Ransomware gangs trick an organisation into downloading software that locks up the sensitive data of the victim organisation. It is unlocked only if a ransom is paid. These cyber criminals, many linked to rogue nations, have grown increasingly sophisticated in recent years.

“When Russia or China is spying or stealing secrets, ordinary people don’t care, but when people are standing in line for gas because of cyber disruptions [in the form of ransomware], or because they can’t get a hamburger because meat couldn’t be delivered, that makes it a different priority.”

The epidemic of ransomware worsened in the year leading up to Russia’s invasion of Ukraine.

The operations of JBS, the world’s biggest meat processor in Brazil, the US and Australia were hit by the ransomware in May 2021, forcing the company to pay out $14.2 million. It was later attributed to REvil (short for ransomware evil), a Russian-speaking ransomware gang.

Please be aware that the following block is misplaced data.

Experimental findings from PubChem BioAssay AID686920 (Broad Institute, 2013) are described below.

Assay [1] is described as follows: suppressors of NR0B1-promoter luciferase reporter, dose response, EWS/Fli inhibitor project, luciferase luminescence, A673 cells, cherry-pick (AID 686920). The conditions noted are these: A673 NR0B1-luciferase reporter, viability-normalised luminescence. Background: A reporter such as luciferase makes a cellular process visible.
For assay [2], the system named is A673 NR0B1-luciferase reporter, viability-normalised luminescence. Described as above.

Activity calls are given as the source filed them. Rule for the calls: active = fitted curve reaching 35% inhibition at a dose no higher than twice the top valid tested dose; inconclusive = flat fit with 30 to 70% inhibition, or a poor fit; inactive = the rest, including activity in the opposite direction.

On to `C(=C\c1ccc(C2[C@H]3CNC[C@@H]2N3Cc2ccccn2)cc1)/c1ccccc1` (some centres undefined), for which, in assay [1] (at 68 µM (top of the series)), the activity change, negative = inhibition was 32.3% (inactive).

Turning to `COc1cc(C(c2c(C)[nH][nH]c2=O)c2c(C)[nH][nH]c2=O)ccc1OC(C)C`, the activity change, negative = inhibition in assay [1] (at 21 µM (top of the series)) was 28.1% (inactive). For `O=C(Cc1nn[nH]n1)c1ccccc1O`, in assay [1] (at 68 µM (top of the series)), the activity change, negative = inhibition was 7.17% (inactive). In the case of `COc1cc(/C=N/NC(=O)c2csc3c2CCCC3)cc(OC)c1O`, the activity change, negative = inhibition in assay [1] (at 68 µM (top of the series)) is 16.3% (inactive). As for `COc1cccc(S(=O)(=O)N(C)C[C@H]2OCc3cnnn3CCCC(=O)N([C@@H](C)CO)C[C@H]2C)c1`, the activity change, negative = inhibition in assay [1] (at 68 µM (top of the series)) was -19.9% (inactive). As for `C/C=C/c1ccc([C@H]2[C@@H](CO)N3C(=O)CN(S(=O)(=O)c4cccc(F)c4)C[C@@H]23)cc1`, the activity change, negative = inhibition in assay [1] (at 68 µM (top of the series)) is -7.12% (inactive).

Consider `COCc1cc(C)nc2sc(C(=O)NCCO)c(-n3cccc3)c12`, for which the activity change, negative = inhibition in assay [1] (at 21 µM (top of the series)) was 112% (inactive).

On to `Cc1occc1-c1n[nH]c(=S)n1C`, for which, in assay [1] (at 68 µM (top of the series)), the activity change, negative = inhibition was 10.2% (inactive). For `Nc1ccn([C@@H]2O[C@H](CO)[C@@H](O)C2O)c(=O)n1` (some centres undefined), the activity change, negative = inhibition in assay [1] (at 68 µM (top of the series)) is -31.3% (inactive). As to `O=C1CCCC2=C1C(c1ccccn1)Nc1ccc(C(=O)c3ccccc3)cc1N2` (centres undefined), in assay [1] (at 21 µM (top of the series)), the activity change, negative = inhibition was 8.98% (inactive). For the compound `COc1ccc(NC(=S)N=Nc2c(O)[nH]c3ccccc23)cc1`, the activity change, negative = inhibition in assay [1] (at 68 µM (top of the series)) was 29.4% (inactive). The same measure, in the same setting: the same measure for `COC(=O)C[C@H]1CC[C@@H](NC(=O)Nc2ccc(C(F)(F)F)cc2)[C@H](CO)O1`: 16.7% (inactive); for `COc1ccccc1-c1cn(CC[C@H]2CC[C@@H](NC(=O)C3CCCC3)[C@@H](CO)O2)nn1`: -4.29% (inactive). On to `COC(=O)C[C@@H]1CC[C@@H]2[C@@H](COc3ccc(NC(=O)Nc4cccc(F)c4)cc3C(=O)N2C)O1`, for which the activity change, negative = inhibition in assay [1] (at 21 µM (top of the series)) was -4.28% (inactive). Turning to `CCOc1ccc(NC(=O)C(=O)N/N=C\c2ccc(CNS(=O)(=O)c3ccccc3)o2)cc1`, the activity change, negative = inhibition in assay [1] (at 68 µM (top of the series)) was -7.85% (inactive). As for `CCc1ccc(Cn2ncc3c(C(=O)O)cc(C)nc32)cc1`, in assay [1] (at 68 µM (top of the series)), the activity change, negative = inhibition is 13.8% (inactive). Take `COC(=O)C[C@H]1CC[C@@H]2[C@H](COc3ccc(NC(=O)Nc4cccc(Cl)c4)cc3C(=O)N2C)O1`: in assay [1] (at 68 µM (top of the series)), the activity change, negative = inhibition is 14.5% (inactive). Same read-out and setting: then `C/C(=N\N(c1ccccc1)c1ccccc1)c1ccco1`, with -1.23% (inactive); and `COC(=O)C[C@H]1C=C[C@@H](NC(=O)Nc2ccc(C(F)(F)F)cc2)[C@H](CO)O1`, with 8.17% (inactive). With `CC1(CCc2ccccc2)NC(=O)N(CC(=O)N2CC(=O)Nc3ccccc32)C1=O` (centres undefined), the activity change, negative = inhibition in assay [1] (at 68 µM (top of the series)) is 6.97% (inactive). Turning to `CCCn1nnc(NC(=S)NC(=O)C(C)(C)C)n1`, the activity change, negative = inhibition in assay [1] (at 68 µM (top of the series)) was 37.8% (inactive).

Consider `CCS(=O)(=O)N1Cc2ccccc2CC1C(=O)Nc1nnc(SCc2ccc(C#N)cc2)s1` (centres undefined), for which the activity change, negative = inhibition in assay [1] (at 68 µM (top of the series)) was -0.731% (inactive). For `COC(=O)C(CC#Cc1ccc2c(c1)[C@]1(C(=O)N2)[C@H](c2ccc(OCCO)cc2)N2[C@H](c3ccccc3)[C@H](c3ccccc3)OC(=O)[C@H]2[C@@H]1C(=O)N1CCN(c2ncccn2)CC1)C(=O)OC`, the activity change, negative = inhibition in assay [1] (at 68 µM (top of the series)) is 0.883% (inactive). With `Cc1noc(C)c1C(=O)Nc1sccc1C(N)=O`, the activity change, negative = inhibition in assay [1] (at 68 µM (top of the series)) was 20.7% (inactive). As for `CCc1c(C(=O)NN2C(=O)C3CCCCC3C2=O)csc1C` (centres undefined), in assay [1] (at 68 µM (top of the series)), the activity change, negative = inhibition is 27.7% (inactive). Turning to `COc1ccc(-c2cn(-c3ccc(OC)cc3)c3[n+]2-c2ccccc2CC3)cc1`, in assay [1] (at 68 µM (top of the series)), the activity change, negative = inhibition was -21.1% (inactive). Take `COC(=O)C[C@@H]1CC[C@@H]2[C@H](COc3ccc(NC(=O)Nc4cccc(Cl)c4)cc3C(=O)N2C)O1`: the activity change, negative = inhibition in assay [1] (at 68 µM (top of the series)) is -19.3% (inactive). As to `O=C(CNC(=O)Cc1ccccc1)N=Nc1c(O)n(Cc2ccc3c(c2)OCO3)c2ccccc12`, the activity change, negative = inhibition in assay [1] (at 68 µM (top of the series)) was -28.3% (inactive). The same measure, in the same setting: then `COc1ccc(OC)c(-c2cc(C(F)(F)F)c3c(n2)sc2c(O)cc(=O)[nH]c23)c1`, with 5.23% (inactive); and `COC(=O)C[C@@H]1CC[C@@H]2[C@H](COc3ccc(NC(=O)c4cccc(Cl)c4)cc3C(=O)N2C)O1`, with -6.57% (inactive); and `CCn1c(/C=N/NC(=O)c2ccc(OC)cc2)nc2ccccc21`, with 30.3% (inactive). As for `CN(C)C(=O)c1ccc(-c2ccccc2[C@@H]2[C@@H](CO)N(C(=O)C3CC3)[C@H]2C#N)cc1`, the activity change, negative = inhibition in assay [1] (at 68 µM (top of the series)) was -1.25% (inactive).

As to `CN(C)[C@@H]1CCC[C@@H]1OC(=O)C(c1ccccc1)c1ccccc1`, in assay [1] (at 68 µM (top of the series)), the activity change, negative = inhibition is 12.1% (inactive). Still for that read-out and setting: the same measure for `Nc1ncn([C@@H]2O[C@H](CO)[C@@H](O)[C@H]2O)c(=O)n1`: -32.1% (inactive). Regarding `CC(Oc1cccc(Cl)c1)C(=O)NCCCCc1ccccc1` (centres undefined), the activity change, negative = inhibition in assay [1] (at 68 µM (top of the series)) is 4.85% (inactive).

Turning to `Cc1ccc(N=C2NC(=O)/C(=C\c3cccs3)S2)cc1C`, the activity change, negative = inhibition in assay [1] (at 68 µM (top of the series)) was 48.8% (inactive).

Canberra has now made it mandatory for companies hit with a ransomware attack to divulge the information to the government, allowing for better coordination.

Once Biden took office in 2021, he elevated ransomware to the top of the G7 agenda as well as in his summit with Russian President Vladimir Putin.

At that meeting, Biden warned Putin about cyberattacks and reminded him of the US’s significant capabilities. With democracies’ shields already raised against the scourge of ransomware, when Russia invaded Ukraine, governments and businesses were coordinating closely on cyber matters.

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Ransomware has made cybersecurity more of a political priority, said Painter, who has worked in the space in government and industry for 30 years. “This conflict has made it even more of a real national priority.”

“It’s making sure that we’re protected and acting together to dissuade further aggression.”